ST. LOUIS -- The Cardinals knew Felipe Lopez and Joe Mather were versatile, but this may fall in the realm of the ridiculous. Or at least, the sublimely ridiculous.
The Cardinals used all seven of their relief pitchers in the first 17 innings of Saturday's 2-1 loss against the Mets, so utility man Lopez came in to pitch the 18th. And then Mather, something of a Swiss Army Knife type of player himself, pitched the 19th -- switching places with Lopez, who took Mather's previous spot at third base.
Lopez said he hadn't pitched in a game since Little League. For Mather, it was high school -- but still plenty long enough.
"I was just trying to play catch with [catcher Yadier Molina]," Lopez said. "That was it. I wasn't trying to throw hard or anything."
Lopez did quite well, though. He allowed a single to Mets pitcher Raul Valdes, but Valdes was erased when he tried to take second base on Brendan Ryan's wild throw. Albert Pujols threw to Mather, covering second base, and Mather tagged Valdes for the out. Lopez went on to walk Angel Pagan, but he got out of the 18th inning when Mike Jacobs flied out. Lopez reached the high 70s to low 80s mph with his pitches.
In the 19th, Mather issued a leadoff walk, and after a sacrifice, he intentionally walked David Wright. He hit Jason Bay with a pitch, and Jeff Francoeur gave the Mets the lead with a sacrifice fly, which was wiped out after Yadier Molina tied it in the Cards' half with an RBI single. But Mather ended up as the losing pitcher when he allowed a sacrifice fly to Jose Reyes in the 20th. Mather became the first Cardinals position player to record a decision since Jose Oquendo. Now the club's third-base coach, Oquendo was the losing pitcher on May 14, 1988, when he pitched four innings in a 7-5 loss to Atlanta.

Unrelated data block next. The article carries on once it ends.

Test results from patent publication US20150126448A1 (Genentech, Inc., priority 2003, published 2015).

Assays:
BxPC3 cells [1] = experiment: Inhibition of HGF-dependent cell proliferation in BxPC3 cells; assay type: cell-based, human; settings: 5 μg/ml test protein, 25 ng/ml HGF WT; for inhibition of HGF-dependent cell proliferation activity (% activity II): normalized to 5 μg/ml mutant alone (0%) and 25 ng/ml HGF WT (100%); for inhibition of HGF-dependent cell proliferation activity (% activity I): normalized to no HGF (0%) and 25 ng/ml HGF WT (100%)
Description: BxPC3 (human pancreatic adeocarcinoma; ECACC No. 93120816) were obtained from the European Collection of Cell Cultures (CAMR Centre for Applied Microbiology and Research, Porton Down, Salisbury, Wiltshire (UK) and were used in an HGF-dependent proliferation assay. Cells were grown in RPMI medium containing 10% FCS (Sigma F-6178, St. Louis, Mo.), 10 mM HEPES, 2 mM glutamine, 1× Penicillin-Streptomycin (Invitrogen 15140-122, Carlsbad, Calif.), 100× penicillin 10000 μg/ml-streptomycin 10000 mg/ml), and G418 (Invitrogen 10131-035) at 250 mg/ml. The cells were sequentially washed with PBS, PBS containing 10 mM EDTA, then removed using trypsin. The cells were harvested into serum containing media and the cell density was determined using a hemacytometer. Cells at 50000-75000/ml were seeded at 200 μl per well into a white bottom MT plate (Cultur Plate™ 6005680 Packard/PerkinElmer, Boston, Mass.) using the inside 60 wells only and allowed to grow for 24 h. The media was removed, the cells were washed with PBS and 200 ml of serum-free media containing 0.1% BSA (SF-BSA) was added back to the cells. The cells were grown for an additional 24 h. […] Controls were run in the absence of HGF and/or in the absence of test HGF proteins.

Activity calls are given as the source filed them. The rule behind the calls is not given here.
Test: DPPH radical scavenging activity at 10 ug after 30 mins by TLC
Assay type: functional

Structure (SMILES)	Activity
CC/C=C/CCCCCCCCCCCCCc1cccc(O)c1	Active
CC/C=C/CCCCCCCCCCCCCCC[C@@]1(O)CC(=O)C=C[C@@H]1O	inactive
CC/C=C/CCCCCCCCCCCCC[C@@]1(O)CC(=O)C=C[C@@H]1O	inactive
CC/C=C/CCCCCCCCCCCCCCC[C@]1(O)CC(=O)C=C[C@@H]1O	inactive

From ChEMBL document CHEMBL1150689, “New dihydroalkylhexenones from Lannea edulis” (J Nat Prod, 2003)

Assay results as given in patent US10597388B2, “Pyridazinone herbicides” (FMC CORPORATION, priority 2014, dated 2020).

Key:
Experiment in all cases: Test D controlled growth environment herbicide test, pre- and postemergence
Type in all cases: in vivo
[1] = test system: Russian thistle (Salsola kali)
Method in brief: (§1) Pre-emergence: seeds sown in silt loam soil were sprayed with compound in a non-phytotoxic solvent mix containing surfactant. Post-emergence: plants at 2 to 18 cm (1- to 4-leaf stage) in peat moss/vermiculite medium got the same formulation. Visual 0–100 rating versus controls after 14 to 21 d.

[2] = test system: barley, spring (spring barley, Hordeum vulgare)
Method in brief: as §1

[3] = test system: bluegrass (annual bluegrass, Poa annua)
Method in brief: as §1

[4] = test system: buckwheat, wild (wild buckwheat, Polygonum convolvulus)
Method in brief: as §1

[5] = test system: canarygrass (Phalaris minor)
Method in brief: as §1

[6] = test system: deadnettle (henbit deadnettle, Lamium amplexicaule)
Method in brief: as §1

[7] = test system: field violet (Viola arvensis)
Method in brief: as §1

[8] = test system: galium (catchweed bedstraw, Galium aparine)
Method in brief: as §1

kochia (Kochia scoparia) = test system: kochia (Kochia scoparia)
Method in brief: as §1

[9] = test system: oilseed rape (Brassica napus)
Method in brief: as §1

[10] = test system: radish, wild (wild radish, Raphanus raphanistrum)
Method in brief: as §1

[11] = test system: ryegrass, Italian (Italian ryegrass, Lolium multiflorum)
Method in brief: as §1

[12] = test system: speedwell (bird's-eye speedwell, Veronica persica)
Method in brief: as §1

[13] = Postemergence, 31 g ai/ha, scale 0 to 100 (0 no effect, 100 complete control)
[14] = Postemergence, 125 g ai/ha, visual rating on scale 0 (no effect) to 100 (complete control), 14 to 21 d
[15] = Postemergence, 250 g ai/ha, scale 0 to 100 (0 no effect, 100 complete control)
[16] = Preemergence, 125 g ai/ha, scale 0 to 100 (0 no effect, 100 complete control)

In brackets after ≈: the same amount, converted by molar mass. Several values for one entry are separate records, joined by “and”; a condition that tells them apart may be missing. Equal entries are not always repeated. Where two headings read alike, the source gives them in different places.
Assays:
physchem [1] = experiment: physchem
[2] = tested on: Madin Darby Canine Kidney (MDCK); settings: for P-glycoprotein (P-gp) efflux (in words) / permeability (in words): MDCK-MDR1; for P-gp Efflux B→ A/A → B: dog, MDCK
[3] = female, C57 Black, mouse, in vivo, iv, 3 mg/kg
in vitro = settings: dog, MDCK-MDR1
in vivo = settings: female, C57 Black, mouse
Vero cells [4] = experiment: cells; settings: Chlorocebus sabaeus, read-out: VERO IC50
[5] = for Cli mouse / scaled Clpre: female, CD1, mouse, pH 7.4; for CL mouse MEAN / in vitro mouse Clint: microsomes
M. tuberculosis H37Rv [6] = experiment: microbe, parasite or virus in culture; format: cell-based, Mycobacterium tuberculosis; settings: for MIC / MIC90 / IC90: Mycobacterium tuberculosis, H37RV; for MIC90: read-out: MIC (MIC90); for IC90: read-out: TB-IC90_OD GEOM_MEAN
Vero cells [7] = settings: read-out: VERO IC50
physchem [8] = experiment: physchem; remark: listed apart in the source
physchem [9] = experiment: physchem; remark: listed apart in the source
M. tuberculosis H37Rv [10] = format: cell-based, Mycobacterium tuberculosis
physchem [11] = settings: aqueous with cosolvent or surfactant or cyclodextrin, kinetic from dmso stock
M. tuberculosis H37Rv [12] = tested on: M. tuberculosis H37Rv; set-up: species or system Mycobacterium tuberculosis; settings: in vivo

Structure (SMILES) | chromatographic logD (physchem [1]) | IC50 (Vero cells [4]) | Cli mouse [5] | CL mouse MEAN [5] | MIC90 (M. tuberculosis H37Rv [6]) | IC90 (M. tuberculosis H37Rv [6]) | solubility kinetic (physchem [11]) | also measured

"Sophomore year of high school," Mather said when asked the last time he pitched. "That's quite a few years ago. Unfortunately being a little wild was the problem then. So I think I honestly did a little better tonight."
As part of the sequence, Cards pitcher Kyle Lohse played left field, because not only had St. Louis run out of pitchers, it ran out of position players as well.
"I know we lost, but it was pretty fun going out there and doing that," said Lohse, who recorded two putouts. "Pretty crazy. I tried to pretend like it was BP. It was a little nerve-wracking. I just didn't want to drop it."
Matthew Leach is a reporter for MLB.com. This story was not subject to the approval of Major League Baseball or its clubs.